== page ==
|SUN, LI - Mount Sinai Medical Center|
|GAO, HONGWEI - Harvard Medical School|
Submitted to: Annals of the New York Academy of Sciences
Publication Type: Peer Reviewed Journal
Publication Acceptance Date: 9/23/2009
Publication Date: 3/15/2010
Citation: Cao, J.J., Sun, L., Gao, H. 2010. Diet-induced Obesity Alters Bone Remodeling Leading to Decreased Femoral Trabecular Bone Mass in Mice. Annals of the New York Academy of Sciences. 1192:292-297.
Interpretive Summary: Obesity is a major risk factor for many health disorders mainly because of its associated chronic low-grade inflammation. Studies have shown that obesity (or excessive fat accumulation) is detrimental to bone and is associated with osteoporosis development. To further investigate the effects of high-fat diet on bones at different sites and the mechanisms through which obesity affects bone metabolism, we evaluated bone microarchitecture of distal femur by micro computed tomography, measured serum cytokines related to bone metabolism, and measured osteoclast formation in bone marrow cells in a diet-induced obese mouse model. In conclusion, our results show that obesity induced by a high-fat diet decreases femoral trabecular bone mass by increasing trabecular separation and reducing trabecular number and connectivity density in young mice. Obesity induced by a high-fat diet may alter the bone remodeling by favoring resorption that blunts any positive effects of increased body weight on bone formation.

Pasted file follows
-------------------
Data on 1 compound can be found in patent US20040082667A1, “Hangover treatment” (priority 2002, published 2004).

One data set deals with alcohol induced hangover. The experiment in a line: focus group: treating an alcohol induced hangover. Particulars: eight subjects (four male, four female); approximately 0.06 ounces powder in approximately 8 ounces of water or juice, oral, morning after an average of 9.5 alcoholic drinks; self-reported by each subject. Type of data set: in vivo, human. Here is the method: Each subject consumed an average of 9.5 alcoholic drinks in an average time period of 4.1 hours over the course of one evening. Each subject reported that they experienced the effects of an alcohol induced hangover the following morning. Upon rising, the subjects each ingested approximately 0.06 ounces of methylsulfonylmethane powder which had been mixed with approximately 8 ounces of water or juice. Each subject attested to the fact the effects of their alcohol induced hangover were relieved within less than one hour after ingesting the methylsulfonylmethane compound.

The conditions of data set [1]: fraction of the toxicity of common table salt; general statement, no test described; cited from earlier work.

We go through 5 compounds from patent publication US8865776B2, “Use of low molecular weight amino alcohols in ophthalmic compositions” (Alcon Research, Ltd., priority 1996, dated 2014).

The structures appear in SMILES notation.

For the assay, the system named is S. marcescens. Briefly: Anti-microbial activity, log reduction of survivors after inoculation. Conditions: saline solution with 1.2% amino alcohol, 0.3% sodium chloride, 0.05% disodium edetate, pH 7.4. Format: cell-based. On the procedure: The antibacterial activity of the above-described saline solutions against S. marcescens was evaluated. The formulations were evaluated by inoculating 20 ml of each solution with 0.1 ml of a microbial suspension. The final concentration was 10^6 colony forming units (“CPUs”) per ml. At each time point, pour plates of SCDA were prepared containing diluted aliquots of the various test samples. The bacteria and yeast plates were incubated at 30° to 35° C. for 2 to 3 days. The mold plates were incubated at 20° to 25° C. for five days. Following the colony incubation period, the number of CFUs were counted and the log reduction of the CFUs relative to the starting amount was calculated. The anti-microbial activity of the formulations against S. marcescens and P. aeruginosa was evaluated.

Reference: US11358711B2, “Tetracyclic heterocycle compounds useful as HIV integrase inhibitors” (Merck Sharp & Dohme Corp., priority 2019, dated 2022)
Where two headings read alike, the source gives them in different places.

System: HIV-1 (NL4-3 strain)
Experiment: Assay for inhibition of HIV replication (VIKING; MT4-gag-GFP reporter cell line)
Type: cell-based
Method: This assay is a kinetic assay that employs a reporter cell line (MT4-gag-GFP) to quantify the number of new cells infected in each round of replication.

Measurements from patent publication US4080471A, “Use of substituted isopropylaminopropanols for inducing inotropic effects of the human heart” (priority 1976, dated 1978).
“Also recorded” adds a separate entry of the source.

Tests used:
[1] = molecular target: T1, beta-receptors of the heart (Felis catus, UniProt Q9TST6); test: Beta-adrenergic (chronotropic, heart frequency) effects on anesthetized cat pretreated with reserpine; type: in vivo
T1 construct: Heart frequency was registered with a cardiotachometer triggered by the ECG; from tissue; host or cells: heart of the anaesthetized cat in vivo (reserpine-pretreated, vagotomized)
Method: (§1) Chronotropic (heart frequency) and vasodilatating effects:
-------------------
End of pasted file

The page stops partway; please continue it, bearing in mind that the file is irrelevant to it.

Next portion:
Technical Abstract: Body mass derived from an obesity condition may be detrimental to bone health but the mechanism is unknown. This study was to examine changes in bone structure and serum cytokines related to bone metabolism in obese mice induced by a high-fat diet(HFD). Mice fed the HFD were obese and had higher serum tartrate-resistant acid phosphatase (TRAP) and leptin but lower osteocalcin concentrations than those fed the normal-fat diet. The HFD increased multinucleated TRAP positive osteoclasts in bone marrow compared to the control diet. Despite being much heavier, mice fed the HFD had lower femoral bone volume, trabecular number, and connectivity density while had higher trabecular separation than mice on the control diet. These findings suggest that obesity induced by high-fat diet may alter the balance of bone remodeling process by favoring resorptive process that mitigates the positive effect of increased body weight on bone formation.